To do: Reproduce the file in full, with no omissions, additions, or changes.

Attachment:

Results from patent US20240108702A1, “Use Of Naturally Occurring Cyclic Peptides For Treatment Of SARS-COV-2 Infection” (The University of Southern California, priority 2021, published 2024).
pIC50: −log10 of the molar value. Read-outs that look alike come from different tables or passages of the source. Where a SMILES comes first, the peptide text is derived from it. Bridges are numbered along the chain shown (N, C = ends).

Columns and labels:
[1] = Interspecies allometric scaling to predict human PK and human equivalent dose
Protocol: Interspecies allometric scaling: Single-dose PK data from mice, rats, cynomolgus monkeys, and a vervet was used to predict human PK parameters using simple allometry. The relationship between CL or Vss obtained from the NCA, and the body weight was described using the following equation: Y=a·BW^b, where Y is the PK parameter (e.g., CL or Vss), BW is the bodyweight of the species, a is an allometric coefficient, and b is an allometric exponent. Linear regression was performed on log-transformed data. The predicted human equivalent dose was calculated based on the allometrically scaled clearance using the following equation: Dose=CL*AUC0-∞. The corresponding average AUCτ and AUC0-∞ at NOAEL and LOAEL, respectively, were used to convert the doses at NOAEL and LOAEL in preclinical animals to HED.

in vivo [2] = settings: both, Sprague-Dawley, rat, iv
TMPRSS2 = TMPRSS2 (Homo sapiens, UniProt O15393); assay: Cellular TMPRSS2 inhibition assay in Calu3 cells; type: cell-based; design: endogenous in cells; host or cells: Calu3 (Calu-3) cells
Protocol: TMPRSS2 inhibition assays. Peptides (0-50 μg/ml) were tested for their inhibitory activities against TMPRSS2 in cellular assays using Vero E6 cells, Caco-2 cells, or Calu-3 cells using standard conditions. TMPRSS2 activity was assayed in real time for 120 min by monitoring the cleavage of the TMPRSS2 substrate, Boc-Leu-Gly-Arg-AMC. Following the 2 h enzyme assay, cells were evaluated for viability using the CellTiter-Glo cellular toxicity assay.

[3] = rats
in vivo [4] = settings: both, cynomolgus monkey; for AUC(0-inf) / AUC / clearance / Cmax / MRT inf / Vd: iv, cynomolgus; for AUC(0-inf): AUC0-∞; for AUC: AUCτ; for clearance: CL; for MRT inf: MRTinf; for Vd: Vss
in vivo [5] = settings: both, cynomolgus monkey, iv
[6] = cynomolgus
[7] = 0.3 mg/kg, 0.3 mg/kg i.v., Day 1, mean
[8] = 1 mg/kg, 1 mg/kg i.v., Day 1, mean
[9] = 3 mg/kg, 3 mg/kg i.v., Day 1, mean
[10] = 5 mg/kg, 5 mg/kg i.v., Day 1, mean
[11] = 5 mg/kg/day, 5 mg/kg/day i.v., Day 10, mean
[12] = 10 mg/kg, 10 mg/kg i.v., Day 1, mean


Results from patent US20240108702A1, “Use Of Naturally Occurring Cyclic Peptides For Treatment Of SARS-COV-2 Infection” (The University of Southern California, priority 2021, published 2024).
pIC50: −log10 of the molar value. Read-outs that look alike come from different tables or passages of the source. Where a SMILES comes first, the peptide text is derived from it. Bridges are numbered along the chain shown (N, C = ends).

Columns and labels:
[1] = Interspecies allometric scaling to predict human PK and human equivalent dose
Protocol: Interspecies allometric scaling: Single-dose PK data from mice, rats, cynomolgus monkeys, and a vervet was used to predict human PK parameters using simple allometry. The relationship between CL or Vss obtained from the NCA, and the body weight was described using the following equation: Y=a·BW^b, where Y is the PK parameter (e.g., CL or Vss), BW is the bodyweight of the species, a is an allometric coefficient, and b is an allometric exponent. Linear regression was performed on log-transformed data. The predicted human equivalent dose was calculated based on the allometrically scaled clearance using the following equation: Dose=CL*AUC0-∞. The corresponding average AUCτ and AUC0-∞ at NOAEL and LOAEL, respectively, were used to convert the doses at NOAEL and LOAEL in preclinical animals to HED.

in vivo [2] = settings: both, Sprague-Dawley, rat, iv
TMPRSS2 = TMPRSS2 (Homo sapiens, UniProt O15393); assay: Cellular TMPRSS2 inhibition assay in Calu3 cells; type: cell-based; design: endogenous in cells; host or cells: Calu3 (Calu-3) cells
Protocol: TMPRSS2 inhibition assays. Peptides (0-50 μg/ml) were tested for their inhibitory activities against TMPRSS2 in cellular assays using Vero E6 cells, Caco-2 cells, or Calu-3 cells using standard conditions. TMPRSS2 activity was assayed in real time for 120 min by monitoring the cleavage of the TMPRSS2 substrate, Boc-Leu-Gly-Arg-AMC. Following the 2 h enzyme assay, cells were evaluated for viability using the CellTiter-Glo cellular toxicity assay.

[3] = rats
in vivo [4] = settings: both, cynomolgus monkey; for AUC(0-inf) / AUC / clearance / Cmax / MRT inf / Vd: iv, cynomolgus; for AUC(0-inf): AUC0-∞; for AUC: AUCτ; for clearance: CL; for MRT inf: MRTinf; for Vd: Vss
in vivo [5] = settings: both, cynomolgus monkey, iv
[6] = cynomolgus
[7] = 0.3 mg/kg, 0.3 mg/kg i.v., Day 1, mean
[8] = 1 mg/kg, 1 mg/kg i.v., Day 1, mean
[9] = 3 mg/kg, 3 mg/kg i.v., Day 1, mean
[10] = 5 mg/kg, 5 mg/kg i.v., Day 1, mean
[11] = 5 mg/kg/day, 5 mg/kg/day i.v., Day 10, mean
[12] = 10 mg/kg, 10 mg/kg i.v., Day 1, mean